There are thousands of men playing professional sports in the U.S. and yet there is only one openly gay athlete active in the five major team sports: NFL, NBA, NHL, MLB and MLS (Robbie Rogers of the L.A. Galaxy). What are the odds that Rogers is the only gay athlete, period? Really, really, really long, impossibly long.
Justin Wohlers, a professor of economics and public policy at the University of Michigan, crunched the numbers for the New York Times in the wake of Minor League Baseball player David Denson coming out. He came to this conclusion about pro baseball:
Estimates of the proportion of American men who identify as gay or bisexual vary. One recent government survey suggested 2.2 percent; in a recent Gallup poll, 3.3 percent of adult men were willing to tell an interviewer that they identified as gay, bisexual or transgender. The same survey noted that 4.6 percent of men 18 to 29 identified as gay, bisexual or transgender.
There are 30 major league baseball teams, each with 40 men on their roster (all of them active once September callups take place), yet none of these 1,200 players have acknowledged being gay. If baseball players are as likely to be gay as other men their age — let’s go with an estimate of 1 in 25 — then the odds that none of these men are gay is one in two sextillion. A sextillion comes after a trillion, quadrillion and quintillion; it is a thousand billion billion.
There are a further 46 Class AAA teams, 30 Class AA teams and 82 Class A teams, none with an openly gay athlete on their rosters. If these teams averaged 30 men on their roster (roster size varies by league), there would be nearly 5,000 more minor league players, none of whom have publicly identified as gay. The odds of that might be greater than one in a Googol (one followed by a hundred zeros), but not by much. ...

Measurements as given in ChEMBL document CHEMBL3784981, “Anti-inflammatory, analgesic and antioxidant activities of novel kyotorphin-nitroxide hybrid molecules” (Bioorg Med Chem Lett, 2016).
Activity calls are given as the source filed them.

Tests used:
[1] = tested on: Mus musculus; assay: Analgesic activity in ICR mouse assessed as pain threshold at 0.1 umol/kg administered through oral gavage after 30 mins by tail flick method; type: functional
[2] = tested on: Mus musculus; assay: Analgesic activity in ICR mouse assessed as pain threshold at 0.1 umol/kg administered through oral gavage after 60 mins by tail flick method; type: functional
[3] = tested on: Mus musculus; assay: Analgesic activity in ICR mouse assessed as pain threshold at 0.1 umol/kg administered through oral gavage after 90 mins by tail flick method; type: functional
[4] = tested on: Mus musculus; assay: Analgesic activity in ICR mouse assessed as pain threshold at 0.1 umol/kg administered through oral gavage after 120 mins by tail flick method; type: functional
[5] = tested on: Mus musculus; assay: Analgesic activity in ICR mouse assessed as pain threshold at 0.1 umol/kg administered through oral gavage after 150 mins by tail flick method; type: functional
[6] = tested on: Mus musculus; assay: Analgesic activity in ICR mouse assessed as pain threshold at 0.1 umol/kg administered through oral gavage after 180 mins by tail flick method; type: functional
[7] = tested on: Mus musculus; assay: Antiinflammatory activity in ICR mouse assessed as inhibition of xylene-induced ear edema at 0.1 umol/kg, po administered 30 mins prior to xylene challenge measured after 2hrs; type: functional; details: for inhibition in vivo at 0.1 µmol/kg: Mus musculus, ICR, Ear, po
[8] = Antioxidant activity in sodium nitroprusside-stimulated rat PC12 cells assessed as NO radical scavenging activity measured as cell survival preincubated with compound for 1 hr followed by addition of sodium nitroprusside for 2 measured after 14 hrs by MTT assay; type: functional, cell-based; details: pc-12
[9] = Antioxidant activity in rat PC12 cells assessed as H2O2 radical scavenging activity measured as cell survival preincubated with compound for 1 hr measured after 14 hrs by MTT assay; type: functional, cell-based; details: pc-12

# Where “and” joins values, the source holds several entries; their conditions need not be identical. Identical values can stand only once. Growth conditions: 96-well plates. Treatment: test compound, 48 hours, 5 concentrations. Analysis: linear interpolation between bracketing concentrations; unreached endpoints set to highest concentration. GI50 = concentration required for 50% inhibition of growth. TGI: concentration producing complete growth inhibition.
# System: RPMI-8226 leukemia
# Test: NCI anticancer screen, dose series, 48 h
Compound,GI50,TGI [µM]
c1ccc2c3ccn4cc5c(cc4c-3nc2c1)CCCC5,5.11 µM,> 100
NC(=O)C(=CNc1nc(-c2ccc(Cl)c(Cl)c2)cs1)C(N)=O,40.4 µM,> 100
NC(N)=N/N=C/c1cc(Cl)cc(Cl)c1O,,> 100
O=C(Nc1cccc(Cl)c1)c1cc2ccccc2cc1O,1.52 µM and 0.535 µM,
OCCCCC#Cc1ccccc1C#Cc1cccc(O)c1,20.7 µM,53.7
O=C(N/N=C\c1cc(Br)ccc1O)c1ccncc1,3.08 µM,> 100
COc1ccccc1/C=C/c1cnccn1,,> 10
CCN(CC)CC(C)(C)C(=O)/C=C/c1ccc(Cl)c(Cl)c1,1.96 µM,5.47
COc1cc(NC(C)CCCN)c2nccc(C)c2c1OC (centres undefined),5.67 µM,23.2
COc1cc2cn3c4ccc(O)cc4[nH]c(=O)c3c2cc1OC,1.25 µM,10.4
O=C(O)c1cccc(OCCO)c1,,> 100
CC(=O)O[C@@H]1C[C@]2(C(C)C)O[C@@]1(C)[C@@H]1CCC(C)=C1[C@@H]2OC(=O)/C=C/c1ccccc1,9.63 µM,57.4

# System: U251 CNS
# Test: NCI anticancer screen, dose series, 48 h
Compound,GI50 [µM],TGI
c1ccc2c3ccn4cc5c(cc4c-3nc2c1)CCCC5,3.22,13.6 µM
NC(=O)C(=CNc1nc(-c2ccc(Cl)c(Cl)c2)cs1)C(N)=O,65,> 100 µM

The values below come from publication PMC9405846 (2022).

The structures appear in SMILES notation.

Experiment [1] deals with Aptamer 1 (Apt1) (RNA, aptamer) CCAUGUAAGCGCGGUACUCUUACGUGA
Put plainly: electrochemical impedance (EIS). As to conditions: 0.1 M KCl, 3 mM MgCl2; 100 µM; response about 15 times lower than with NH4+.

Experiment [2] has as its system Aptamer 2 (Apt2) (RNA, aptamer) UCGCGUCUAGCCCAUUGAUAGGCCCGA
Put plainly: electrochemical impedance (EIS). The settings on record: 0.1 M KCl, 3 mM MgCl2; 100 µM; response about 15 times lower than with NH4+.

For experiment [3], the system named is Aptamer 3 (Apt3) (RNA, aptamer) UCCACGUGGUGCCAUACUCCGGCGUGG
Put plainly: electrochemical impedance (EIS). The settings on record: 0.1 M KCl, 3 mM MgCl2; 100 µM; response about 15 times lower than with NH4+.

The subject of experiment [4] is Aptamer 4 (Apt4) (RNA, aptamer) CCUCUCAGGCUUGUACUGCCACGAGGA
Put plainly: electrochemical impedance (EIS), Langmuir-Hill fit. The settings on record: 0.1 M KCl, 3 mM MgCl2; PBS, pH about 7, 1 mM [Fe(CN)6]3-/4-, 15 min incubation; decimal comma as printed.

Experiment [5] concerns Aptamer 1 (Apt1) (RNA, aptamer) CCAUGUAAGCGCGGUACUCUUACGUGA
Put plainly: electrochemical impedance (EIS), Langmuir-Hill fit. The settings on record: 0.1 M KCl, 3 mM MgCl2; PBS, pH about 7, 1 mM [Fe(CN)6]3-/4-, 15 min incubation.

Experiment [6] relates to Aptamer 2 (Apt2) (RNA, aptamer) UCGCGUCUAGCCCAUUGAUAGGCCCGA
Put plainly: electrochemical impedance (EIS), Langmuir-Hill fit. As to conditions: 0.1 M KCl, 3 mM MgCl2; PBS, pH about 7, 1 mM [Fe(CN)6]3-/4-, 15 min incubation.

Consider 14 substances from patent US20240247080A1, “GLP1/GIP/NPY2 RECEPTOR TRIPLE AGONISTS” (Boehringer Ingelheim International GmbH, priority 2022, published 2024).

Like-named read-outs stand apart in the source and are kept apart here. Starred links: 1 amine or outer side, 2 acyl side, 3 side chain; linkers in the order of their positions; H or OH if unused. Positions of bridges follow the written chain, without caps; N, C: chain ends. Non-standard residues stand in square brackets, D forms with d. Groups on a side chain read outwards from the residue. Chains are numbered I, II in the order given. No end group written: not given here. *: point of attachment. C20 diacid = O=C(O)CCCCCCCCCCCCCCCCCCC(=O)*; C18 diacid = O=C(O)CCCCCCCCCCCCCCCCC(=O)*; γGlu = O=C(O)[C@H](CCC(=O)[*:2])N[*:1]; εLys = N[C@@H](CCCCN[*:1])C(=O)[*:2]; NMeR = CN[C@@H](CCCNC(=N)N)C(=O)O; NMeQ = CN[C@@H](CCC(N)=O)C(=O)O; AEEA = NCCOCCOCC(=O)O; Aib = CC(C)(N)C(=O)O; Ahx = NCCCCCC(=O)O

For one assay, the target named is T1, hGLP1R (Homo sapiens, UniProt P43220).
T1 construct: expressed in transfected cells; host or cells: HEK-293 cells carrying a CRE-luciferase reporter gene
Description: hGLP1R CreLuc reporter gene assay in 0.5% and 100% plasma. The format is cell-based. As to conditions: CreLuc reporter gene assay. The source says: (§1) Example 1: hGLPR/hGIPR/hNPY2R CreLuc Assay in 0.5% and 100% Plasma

Even if the proportion [of gays in baseball] is much lower, the point remains that there are probably dozens of gay men currently playing for teams associated with Major League Baseball.
Wohlers writes about baseball but the same can be said for any men's pro sport -- there are gay players, but they remain closeted from the public. He notes that in history, about 222,000 men have played Major or Minor League Baseball and only two -- Billy Bean and Glenn Burke -- ever came out, both after retiring.
Even if the percentage of gay men playing pro sports is lower than in the population as a whole, statistics says there are still a significant number. An example is the NFL, where there are almost 1,700 (1,696 to be precise) players on active rosters. If 5% were gay, that would be 85. Half that would be 42.5. Even at a low 1%, that would still leave us with 17 gay players. The attention given to Michael Sam -- who had declared for the draft after coming out -- was enormous. Imagine if 17 players came out at once.
Wohlers statistical breakdown is a useful reminder that gay men are playing professional sports. The next trick is to have some of them come out.